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human history this new social force comes into play, we have no need here to inquire. What I am concerned to point out is that it is a new social force, wholly different in character from any which had hitherto helped to shape human destiny—wholly different, also, from those influences which have guided the unfolding either of the individual animal or of the species. We cannot, by taking thought, add a cubit to our stature. The species, in undergoing the process of improvement, is wholly unconscious of the influences that are determining its career. It is not so with human evolution. Civilized mankind are aware of the changes taking place in their social conditions, and do consciously and deliberately take measures for its improvement.—Fortnightly Review.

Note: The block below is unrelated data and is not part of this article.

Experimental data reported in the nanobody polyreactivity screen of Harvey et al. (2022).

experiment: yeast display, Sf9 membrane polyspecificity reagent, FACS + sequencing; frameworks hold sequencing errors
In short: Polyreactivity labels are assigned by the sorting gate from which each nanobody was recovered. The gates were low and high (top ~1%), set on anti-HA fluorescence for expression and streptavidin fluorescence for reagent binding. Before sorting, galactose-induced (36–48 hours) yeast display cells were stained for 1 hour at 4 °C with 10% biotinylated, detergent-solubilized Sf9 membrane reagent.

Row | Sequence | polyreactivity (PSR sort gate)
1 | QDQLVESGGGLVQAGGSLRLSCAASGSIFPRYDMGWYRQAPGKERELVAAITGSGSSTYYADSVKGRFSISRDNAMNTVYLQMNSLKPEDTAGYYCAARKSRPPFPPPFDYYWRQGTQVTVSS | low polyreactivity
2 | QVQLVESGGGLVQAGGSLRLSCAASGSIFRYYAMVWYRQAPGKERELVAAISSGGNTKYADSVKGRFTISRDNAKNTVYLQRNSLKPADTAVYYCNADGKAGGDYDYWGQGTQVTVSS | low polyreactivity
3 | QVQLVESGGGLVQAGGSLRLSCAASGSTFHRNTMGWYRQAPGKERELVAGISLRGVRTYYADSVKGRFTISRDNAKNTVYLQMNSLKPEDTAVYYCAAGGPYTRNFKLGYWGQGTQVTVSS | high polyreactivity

THOSE who are familiar with the growing literature of psychological medicine during the last quarter of a century will remember the appearance of various papers remarkable for literary brilliancy and expressive of the most advanced opinion which appeared, nearly twenty years ago, in the English periodicals devoted to this subject, and written by Dr. Henry Maudsley. He was then a very young man, and the promise of his early efforts has been thoroughly redeemed by his subsequent professional career. A voluminous and able writer, and an eminent practitioner, he is now among the foremost men in the branch of medicine to which he has devoted himself. The last quarter of a century has witnessed a great change in the mode of studying mental phenomena. The old metaphysical method, which confined itself mainly to introspection of consciousness, with no more regard to the organic conditions under which mind is manifested than as if such conditions had no existence, has been invaded, and perhaps it is not too much to say, as a method of study, has completely broken down. Not that the introversive study of the phenomena of consciousness has been abandoned, but its sufficiency has been completely discredited; and mental science takes a new departure with the recognition that its organic basis is a fundamental element in its problems. The physicians whose studies begin with the body and traverse the field both of its normal and abnormal states, were forced to consider the subject of mind from the corporeal side, and with reference to the exigencies of practice. Metaphysical speculation was fruitless for their purposes; the mind had to be considered as dependent upon material conditions. The new order of truths thus brought forward has had a profound influence upon recent mental philosophy, and, in this reconstruction and reëxposition of the science, the subject of the present sketch has had a prominent share. His contributions to the literature